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Archive for May, 2008
One last storytime on my plate…
Found elsewhere on the internet, and reposted.
10. If you are going to come to the library, you may want to bring your library card with you. If you don’t have a card, then you should probably have some sort of ID with you. In a similar vein, if you need to print of copy something, you may want to bring money with you. What type of person goes out to a public building with the intentions of acquiring a product or service from that building, without money or ID on them?
9. I am a librarian. I know about books and computers. I do not know how to do your taxes, what the wacky growth on your elbow is, or how to get free money for you to get new gutters. I cannot and will not do the work for you. I will point you in the right direction and provide you with whatever resources I know of that can help you, but it’s ultimately up to you to do the work. I am also not a social worker or a lawyer, so don’t assume I can tell you how you can get your kids back from your ex-wife or how to what steps are necessary for you to apply to get low income housing three states away.
8. When you come in needing help finding something (or someone) please have at least the most basic details about what you are looking for. When you come in and say you need a book about “a religion” and I try to do a reference interview with you and you keep shrugging your shoulders or saying “I don’t care” then we aren’t going to get very far. Likewise, if you want to look up that old flame of yours online it would probably be helpful if you knew their last name, roughly their date of birth, or at least one place they have lived in the past 10 years. I can’t magically pull up all the information you want when all you can tell me is she had brown hair and her dad was a mailman.
7. Don’t come in here with some get rich quick scheme or some “the government gone and gave me $10,000” nonsense and then get mad when I try to smarten you up to the scam. No company is going to randomly send you a gift card for hundreds of dollars to shop online. You are not going to win a free laptop or an Olive Garden gift card just because the pop up said so. If you can’t operate a computer and you don’t have one at home, it’s probably not a good idea to get involved in a “start your own online business and pull in six figures in your first month” venture.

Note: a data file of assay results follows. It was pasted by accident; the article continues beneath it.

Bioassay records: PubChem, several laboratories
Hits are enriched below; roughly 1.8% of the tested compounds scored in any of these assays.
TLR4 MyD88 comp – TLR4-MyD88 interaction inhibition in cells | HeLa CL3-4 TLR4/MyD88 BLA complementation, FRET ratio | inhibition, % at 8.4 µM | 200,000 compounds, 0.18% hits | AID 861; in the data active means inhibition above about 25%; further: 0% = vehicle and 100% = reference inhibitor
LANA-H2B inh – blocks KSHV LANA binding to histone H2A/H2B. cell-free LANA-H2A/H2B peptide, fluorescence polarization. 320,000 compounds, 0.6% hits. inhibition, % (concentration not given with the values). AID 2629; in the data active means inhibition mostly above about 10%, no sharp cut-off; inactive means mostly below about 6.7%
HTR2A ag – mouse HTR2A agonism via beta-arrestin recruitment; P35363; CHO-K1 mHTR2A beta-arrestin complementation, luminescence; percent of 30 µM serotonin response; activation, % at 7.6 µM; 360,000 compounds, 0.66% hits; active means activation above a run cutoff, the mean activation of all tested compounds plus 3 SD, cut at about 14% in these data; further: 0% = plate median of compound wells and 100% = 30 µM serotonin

6. If you can’t figure out how to get to “that game” you played the other day, don’t blame me. I don’t remember every online game that every patron plays. I also don’t know “that website” that your friends’ uncles’ fiancé told you about where you can look up information about people. I am not now, nor have I ever been, a mind reader. And believe me if I was, I sure wouldn’t be spending 40 hours a week babysitting, er, working, here.
5. I am sorry we don’t have the new release that you so covet. It’s checked out and there is a long waiting list for it. You see, that’s the magic of the library. You get your books, DVDs, CDs, and internet for free here; but the catch is sometimes you might have to wait a little while. If you don’t like it, by all means go to Barnes and Noble or Amazon. If you feel as though you don’t have enough time with your book, or your CD, or you computer… too bad. It’s FREE. Sometimes you get what you pay for.